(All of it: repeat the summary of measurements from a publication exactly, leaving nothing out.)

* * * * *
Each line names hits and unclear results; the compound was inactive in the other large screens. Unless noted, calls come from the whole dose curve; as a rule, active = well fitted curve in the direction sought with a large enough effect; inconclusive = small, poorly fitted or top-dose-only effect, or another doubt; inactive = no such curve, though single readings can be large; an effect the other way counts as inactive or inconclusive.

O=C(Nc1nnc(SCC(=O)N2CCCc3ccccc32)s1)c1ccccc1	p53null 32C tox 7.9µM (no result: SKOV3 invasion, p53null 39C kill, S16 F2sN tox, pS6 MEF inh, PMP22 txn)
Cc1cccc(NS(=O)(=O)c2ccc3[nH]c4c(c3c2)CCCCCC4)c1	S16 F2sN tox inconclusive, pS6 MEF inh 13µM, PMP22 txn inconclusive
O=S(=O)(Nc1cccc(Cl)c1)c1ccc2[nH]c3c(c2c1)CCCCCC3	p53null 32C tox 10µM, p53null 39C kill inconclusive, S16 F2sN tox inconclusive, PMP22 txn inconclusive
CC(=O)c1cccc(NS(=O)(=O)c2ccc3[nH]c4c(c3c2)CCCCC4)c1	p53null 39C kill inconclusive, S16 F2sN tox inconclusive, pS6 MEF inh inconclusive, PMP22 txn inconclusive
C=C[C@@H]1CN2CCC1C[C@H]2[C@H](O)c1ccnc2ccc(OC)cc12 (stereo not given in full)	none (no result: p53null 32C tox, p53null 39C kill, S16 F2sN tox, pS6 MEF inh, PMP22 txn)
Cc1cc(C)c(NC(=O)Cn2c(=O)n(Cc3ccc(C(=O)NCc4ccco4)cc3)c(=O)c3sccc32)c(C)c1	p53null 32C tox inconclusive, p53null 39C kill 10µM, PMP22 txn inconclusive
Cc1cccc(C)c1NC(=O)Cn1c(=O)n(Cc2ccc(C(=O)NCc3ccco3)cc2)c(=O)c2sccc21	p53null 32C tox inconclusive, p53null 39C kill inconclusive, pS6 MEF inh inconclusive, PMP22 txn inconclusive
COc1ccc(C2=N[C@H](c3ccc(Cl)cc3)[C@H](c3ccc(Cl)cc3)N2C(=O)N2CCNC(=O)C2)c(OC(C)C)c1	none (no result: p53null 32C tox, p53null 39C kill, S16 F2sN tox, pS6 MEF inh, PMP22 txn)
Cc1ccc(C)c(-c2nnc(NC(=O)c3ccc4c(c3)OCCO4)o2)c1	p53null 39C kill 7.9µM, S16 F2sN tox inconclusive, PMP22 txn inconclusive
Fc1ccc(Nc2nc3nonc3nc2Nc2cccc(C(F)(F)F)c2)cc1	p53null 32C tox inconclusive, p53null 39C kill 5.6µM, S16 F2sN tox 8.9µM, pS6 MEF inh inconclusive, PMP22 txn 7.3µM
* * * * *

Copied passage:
Each line names hits and unclear results; the compound was inactive in the other large screens. Unless noted, calls come from the whole dose curve; as a rule, active = well fitted curve in the direction sought with a large enough effect; inconclusive = small, poorly fitted or top-dose-only effect, or another doubt; inactive = no such curve, though single readings can be large; an effect the other way counts as inactive or inconclusive.

O=C(Nc1nnc(SCC(=O)N2CCCc3ccccc32)s1)c1ccccc1	p53null 32C tox 7.9µM (no result: SKOV3 invasion, p53null 39C kill, S16 F2sN tox, pS6 MEF inh, PMP22 txn)
Cc1cccc(NS(=O)(=O)c2ccc3[nH]c4c(c3c2)CCCCCC4)c1	S16 F2sN tox inconclusive, pS6 MEF inh 13µM, PMP22 txn inconclusive
O=S(=O)(Nc1cccc(Cl)c1)c1ccc2[nH]c3c(c2c1)CCCCCC3	p53null 32C tox 10µM, p53null 39C kill inconclusive, S16 F2sN tox inconclusive, PMP22 txn inconclusive
CC(=O)c1cccc(NS(=O)(=O)c2ccc3[nH]c4c(c3c2)CCCCC4)c1	p53null 39C kill inconclusive, S16 F2sN tox inconclusive, pS6 MEF inh inconclusive, PMP22 txn inconclusive
C=C[C@@H]1CN2CCC1C[C@H]2[C@H](O)c1ccnc2ccc(OC)cc12 (stereo not given in full)	none (no result: p53null 32C tox, p53null 39C kill, S16 F2sN tox, pS6 MEF inh, PMP22 txn)
Cc1cc(C)c(NC(=O)Cn2c(=O)n(Cc3ccc(C(=O)NCc4ccco4)cc3)c(=O)c3sccc32)c(C)c1	p53null 32C tox inconclusive, p53null 39C kill 10µM, PMP22 txn inconclusive
Cc1cccc(C)c1NC(=O)Cn1c(=O)n(Cc2ccc(C(=O)NCc3ccco3)cc2)c(=O)c2sccc21	p53null 32C tox inconclusive, p53null 39C kill inconclusive, pS6 MEF inh inconclusive, PMP22 txn inconclusive
COc1ccc(C2=N[C@H](c3ccc(Cl)cc3)[C@H](c3ccc(Cl)cc3)N2C(=O)N2CCNC(=O)C2)c(OC(C)C)c1	none (no result: p53null 32C tox, p53null 39C kill, S16 F2sN tox, pS6 MEF inh, PMP22 txn)
Cc1ccc(C)c(-c2nnc(NC(=O)c3ccc4c(c3)OCCO4)o2)c1	p53null 39C kill 7.9µM, S16 F2sN tox inconclusive, PMP22 txn inconclusive
Fc1ccc(Nc2nc3nonc3nc2Nc2cccc(C(F)(F)F)c2)cc1	p53null 32C tox inconclusive, p53null 39C kill 5.6µM, S16 F2sN tox 8.9µM, pS6 MEF inh inconclusive, PMP22 txn 7.3µM